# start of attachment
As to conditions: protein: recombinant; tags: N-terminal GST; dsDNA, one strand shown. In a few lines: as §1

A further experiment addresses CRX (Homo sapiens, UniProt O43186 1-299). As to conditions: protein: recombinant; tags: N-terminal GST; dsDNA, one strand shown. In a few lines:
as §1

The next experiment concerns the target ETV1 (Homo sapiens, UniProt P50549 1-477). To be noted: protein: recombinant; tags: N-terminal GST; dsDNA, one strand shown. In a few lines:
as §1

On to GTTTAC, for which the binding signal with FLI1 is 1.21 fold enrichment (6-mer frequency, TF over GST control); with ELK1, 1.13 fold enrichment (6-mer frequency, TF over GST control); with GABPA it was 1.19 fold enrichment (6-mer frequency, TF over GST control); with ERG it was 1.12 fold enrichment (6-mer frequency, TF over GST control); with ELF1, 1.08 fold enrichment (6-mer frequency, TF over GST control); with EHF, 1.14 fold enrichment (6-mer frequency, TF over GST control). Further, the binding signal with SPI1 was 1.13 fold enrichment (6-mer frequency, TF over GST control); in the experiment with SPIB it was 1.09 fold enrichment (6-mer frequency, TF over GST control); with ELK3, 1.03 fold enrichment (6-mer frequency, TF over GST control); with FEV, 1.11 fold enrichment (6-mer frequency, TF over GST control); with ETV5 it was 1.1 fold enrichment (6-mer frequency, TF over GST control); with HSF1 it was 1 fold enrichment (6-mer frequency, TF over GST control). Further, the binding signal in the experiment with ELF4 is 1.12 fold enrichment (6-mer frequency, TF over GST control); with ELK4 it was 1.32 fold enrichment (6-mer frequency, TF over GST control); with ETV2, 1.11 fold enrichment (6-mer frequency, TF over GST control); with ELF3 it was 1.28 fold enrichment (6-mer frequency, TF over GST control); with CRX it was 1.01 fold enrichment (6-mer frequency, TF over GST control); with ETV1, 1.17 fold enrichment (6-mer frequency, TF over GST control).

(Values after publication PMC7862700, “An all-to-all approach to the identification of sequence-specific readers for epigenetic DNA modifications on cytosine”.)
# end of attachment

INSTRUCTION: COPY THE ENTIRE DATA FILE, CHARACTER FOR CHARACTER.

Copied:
As to conditions: protein: recombinant; tags: N-terminal GST; dsDNA, one strand shown. In a few lines: as §1

A further experiment addresses CRX (Homo sapiens, UniProt O43186 1-299). As to conditions: protein: recombinant; tags: N-terminal GST; dsDNA, one strand shown. In a few lines:
as §1

The next experiment concerns the target ETV1 (Homo sapiens, UniProt P50549 1-477). To be noted: protein: recombinant; tags: N-terminal GST; dsDNA, one strand shown. In a few lines:
as §1

On to GTTTAC, for which the binding signal with FLI1 is 1.21 fold enrichment (6-mer frequency, TF over GST control); with ELK1, 1.13 fold enrichment (6-mer frequency, TF over GST control); with GABPA it was 1.19 fold enrichment (6-mer frequency, TF over GST control); with ERG it was 1.12 fold enrichment (6-mer frequency, TF over GST control); with ELF1, 1.08 fold enrichment (6-mer frequency, TF over GST control); with EHF, 1.14 fold enrichment (6-mer frequency, TF over GST control). Further, the binding signal with SPI1 was 1.13 fold enrichment (6-mer frequency, TF over GST control); in the experiment with SPIB it was 1.09 fold enrichment (6-mer frequency, TF over GST control); with ELK3, 1.03 fold enrichment (6-mer frequency, TF over GST control); with FEV, 1.11 fold enrichment (6-mer frequency, TF over GST control); with ETV5 it was 1.1 fold enrichment (6-mer frequency, TF over GST control); with HSF1 it was 1 fold enrichment (6-mer frequency, TF over GST control). Further, the binding signal in the experiment with ELF4 is 1.12 fold enrichment (6-mer frequency, TF over GST control); with ELK4 it was 1.32 fold enrichment (6-mer frequency, TF over GST control); with ETV2, 1.11 fold enrichment (6-mer frequency, TF over GST control); with ELF3 it was 1.28 fold enrichment (6-mer frequency, TF over GST control); with CRX it was 1.01 fold enrichment (6-mer frequency, TF over GST control); with ETV1, 1.17 fold enrichment (6-mer frequency, TF over GST control).

(Values after publication PMC7862700, “An all-to-all approach to the identification of sequence-specific readers for epigenetic DNA modifications on cytosine”.)